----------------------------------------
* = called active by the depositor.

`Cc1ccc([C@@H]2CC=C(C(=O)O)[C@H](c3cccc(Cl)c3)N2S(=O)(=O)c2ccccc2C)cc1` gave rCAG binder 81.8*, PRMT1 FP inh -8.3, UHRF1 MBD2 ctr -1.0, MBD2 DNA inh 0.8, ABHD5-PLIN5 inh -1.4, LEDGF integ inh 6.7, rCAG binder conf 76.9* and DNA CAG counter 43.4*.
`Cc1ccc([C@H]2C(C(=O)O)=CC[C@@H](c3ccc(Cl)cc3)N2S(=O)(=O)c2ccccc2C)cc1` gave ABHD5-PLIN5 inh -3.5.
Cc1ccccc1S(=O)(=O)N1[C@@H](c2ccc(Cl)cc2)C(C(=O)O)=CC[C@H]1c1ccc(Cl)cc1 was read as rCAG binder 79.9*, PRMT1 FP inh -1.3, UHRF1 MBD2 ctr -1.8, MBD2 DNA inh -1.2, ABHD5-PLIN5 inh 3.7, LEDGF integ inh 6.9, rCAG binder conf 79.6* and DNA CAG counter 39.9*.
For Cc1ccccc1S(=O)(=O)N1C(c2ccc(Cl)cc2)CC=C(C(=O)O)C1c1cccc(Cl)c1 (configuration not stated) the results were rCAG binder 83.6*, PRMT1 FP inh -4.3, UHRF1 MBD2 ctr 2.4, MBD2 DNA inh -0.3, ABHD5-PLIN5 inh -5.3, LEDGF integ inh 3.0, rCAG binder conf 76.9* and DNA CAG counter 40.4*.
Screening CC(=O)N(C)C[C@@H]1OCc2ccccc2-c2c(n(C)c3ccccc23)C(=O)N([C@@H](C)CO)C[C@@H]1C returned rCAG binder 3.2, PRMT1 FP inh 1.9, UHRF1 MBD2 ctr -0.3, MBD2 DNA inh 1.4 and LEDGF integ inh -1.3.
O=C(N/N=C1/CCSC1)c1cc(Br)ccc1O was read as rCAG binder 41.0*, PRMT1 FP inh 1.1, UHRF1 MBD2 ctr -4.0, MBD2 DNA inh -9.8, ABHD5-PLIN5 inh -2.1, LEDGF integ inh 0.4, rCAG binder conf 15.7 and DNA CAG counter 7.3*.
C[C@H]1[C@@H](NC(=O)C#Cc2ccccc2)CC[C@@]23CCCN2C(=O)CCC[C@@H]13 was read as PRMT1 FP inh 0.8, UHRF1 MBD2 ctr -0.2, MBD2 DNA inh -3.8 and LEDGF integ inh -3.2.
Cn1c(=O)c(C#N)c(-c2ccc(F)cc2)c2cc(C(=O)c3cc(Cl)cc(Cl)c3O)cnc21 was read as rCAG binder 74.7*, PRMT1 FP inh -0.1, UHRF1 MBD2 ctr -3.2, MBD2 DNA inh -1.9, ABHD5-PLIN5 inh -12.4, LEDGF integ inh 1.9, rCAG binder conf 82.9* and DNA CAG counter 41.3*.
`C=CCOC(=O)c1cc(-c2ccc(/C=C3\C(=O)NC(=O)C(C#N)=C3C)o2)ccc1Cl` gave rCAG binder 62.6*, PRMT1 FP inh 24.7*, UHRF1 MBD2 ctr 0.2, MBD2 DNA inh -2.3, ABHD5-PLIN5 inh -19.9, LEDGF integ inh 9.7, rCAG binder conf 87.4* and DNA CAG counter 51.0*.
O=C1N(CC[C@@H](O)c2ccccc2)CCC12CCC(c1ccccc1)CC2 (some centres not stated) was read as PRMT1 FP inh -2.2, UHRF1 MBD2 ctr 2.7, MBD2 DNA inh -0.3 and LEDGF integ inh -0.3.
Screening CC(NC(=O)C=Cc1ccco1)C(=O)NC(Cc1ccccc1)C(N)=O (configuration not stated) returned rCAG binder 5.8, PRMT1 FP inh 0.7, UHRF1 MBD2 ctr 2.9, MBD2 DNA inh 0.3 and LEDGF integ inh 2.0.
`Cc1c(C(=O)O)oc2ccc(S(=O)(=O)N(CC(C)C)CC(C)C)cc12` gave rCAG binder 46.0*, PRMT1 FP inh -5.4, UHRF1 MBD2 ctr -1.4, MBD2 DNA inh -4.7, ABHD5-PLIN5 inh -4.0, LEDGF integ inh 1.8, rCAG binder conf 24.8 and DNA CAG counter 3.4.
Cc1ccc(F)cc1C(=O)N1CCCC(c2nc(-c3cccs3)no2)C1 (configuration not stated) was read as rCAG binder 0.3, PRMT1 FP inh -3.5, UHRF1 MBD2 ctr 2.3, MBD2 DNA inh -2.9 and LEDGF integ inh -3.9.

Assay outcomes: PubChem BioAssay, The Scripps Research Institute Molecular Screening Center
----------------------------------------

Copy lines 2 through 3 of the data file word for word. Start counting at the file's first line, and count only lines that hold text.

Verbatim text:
`Cc1ccc([C@@H]2CC=C(C(=O)O)[C@H](c3cccc(Cl)c3)N2S(=O)(=O)c2ccccc2C)cc1` gave rCAG binder 81.8*, PRMT1 FP inh -8.3, UHRF1 MBD2 ctr -1.0, MBD2 DNA inh 0.8, ABHD5-PLIN5 inh -1.4, LEDGF integ inh 6.7, rCAG binder conf 76.9* and DNA CAG counter 43.4*.
`Cc1ccc([C@H]2C(C(=O)O)=CC[C@@H](c3ccc(Cl)cc3)N2S(=O)(=O)c2ccccc2C)cc1` gave ABHD5-PLIN5 inh -3.5.